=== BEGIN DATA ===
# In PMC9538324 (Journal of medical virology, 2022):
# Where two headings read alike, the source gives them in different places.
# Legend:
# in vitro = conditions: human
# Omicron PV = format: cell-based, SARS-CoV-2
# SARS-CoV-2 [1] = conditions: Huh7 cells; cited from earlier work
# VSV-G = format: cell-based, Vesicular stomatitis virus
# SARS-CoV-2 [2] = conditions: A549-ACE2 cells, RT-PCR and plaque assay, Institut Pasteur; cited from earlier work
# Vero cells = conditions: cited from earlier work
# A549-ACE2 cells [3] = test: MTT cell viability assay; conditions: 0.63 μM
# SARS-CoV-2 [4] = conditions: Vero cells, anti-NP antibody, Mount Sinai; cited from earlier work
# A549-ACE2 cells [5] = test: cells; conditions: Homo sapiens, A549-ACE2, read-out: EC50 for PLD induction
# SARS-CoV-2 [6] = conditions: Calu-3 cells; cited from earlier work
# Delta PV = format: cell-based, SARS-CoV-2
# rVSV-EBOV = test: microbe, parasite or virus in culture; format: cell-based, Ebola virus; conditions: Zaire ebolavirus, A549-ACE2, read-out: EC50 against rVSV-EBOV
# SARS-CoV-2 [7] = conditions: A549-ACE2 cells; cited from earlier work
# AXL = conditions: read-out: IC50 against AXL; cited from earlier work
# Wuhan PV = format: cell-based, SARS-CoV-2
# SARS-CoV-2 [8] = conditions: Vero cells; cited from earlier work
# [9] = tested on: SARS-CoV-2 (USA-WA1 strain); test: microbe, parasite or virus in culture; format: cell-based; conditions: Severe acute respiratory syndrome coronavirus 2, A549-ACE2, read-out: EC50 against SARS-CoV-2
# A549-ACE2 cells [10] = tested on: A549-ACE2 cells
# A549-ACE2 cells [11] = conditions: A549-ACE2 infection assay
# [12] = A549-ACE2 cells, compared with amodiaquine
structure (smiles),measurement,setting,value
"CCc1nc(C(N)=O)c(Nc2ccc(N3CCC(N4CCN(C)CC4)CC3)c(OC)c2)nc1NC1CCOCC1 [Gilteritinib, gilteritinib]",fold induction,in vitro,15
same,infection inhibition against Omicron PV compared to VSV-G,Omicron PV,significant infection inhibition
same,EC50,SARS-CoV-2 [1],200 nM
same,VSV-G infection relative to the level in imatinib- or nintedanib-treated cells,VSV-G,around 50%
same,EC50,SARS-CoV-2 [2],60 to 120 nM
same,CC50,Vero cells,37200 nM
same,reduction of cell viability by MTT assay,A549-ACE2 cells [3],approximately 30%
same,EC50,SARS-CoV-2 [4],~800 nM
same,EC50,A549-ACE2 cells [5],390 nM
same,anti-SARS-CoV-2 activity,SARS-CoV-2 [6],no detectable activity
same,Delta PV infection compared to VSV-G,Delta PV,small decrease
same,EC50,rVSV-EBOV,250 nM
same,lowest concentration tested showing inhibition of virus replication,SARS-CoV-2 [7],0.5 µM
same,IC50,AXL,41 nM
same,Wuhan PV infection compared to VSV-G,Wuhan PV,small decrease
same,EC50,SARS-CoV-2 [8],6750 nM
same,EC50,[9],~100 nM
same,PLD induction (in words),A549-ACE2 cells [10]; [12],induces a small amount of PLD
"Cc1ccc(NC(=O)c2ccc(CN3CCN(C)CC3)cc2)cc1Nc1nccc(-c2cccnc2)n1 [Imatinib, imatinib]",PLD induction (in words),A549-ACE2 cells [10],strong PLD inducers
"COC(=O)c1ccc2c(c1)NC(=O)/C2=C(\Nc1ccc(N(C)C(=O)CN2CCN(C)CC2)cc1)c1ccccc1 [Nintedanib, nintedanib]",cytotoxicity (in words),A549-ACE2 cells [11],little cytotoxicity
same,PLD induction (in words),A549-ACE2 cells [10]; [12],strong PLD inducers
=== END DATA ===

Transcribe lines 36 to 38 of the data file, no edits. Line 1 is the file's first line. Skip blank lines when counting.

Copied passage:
same,EC50,rVSV-EBOV,250 nM
same,lowest concentration tested showing inhibition of virus replication,SARS-CoV-2 [7],0.5 µM
same,IC50,AXL,41 nM